There are many potential estate planning mistakes that could make it harder for an estate to distribute assets to beneficiaries. One of the biggest errors occurs when an executor of an estate is not up to the challenge of following the terms of a will, or the trustee of a trust doesn't pay attention to detail. By not following the terms of a trust or will or by using poor judgement, legal challenges could be made.
It is critical that beneficiary forms are updated regularly when an individual's circumstances change. If a person were to get divorced, a former spouse could still be listed as a beneficiary on an IRA or 401k and get that money even if a will or trust gives instructions to the contrary. While it may be possible to get a court to abide by the terms of a will or trust, it may be costly and take a lot of time to do so.
As it relates to beneficiaries, it may be a good idea to designate a contingent beneficiary in case anything happens to the primary beneficiary or it is agreed that someone else may better suited to receive an asset. If no secondary beneficiary is named for an asset, family members or others could make a challenge as to who should receive it.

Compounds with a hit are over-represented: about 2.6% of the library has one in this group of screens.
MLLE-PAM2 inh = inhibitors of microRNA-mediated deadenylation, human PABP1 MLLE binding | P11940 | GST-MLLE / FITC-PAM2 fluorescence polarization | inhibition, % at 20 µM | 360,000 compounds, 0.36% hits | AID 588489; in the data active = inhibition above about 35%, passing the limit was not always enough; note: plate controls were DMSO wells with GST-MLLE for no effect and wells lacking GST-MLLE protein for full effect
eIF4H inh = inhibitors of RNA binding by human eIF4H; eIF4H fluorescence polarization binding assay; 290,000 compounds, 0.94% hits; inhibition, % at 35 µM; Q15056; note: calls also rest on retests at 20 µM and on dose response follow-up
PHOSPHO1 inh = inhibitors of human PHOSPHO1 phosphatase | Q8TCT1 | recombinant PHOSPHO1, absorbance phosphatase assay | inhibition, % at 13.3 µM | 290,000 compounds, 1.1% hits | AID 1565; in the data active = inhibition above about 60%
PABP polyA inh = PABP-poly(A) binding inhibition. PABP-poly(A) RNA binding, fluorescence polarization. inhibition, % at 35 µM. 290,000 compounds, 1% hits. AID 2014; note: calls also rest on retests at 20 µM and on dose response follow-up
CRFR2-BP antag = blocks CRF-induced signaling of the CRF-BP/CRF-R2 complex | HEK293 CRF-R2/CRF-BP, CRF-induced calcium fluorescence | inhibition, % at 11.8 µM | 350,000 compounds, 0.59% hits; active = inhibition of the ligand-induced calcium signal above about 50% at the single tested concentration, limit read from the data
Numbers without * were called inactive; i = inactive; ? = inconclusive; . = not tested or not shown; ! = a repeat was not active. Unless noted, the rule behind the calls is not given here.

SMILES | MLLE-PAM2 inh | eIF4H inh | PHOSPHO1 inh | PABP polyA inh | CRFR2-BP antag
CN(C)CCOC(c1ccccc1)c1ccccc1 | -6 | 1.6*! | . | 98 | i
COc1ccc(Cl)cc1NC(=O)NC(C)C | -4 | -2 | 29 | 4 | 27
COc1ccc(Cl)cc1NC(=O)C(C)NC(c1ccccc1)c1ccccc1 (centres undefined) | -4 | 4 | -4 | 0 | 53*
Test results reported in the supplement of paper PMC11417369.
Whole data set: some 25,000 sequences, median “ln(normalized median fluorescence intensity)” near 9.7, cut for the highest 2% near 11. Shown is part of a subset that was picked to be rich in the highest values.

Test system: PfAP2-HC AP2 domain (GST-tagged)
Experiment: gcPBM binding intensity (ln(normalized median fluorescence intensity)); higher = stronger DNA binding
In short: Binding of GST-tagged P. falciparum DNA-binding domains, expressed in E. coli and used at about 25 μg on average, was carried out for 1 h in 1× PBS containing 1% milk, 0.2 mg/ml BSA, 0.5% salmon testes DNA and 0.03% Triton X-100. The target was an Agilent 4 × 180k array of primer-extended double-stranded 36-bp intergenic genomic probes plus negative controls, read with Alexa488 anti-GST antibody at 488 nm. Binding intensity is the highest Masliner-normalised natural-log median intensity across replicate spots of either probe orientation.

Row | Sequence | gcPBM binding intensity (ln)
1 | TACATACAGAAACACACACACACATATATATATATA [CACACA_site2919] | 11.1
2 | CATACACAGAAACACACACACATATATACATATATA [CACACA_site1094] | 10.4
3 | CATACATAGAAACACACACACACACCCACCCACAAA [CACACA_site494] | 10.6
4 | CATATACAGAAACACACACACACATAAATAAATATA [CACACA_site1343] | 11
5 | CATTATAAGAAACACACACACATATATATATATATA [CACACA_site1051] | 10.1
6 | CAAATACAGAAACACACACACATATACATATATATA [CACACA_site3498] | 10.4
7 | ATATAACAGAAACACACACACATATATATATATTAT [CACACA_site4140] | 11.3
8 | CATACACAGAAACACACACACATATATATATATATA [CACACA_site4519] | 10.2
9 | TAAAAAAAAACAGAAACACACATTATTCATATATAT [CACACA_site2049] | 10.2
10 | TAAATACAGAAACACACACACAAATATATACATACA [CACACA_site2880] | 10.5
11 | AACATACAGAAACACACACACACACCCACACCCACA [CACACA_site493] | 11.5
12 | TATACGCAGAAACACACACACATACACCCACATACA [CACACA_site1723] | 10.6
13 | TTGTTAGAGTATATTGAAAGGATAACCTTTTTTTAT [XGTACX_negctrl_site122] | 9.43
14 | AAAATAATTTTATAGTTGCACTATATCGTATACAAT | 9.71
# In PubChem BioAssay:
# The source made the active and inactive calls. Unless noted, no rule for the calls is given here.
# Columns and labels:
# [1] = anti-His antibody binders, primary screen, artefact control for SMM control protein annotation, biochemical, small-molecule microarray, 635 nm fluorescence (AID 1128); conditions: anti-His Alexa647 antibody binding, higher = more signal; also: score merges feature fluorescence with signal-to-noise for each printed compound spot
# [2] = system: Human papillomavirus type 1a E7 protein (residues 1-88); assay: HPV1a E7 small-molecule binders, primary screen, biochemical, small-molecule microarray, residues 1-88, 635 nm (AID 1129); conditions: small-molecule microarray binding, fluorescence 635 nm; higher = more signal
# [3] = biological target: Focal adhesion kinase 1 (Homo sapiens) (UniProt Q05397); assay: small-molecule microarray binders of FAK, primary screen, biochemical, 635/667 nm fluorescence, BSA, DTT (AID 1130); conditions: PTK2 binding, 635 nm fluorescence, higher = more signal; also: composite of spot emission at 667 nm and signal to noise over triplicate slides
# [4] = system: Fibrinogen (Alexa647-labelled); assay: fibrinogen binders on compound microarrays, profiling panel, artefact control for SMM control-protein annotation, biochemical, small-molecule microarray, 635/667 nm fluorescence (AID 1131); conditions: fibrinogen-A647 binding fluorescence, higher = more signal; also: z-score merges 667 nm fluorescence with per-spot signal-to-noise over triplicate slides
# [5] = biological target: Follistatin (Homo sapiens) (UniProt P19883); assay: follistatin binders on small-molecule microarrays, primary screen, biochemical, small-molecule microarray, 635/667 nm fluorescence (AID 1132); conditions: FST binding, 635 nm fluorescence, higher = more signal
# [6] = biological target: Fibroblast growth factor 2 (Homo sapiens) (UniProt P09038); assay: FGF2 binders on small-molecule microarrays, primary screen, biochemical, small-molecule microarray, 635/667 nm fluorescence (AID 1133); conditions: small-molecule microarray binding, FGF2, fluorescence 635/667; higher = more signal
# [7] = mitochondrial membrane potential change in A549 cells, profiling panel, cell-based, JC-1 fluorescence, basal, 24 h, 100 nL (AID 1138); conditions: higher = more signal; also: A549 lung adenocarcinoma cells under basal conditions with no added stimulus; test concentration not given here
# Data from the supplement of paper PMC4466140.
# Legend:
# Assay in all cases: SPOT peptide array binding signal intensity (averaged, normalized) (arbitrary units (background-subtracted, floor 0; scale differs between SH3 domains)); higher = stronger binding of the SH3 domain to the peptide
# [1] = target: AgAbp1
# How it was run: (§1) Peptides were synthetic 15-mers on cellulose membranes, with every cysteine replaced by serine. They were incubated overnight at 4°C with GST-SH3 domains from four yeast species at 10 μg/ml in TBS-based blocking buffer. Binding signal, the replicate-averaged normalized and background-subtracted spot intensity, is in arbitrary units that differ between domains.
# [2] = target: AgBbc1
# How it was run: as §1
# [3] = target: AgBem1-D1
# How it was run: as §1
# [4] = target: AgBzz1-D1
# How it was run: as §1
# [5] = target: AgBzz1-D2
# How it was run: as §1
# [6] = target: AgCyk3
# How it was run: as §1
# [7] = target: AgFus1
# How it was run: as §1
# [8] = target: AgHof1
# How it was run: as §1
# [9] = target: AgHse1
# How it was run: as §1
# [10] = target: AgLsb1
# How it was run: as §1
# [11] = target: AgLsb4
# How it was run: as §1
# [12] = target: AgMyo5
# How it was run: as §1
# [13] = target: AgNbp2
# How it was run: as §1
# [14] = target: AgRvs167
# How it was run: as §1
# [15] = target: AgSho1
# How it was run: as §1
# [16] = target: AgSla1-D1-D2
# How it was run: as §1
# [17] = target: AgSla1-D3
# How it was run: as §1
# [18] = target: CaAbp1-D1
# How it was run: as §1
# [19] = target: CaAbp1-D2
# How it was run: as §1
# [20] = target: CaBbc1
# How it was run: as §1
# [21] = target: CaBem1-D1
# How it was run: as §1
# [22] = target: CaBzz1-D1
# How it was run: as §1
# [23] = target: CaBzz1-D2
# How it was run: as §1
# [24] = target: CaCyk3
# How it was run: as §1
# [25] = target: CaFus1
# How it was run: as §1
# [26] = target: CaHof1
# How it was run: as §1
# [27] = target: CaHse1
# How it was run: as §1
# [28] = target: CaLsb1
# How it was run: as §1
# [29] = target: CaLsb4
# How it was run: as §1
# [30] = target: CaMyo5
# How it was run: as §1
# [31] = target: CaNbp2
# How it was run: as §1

Proper estate planning can alleviate many problems and possibly reduce the potential of a legal challenge related to who gets a particular asset when an individual passes away. An estate planning attorney may be able to help a person create and update wills, trusts or other documents to ensure that the property is ultimately distributed in accordance with the client's wishes.
Source: Investing Daily, "Key Estate Planning Mistakes You Need to Avoid", Bob Carlson, July 24, 2014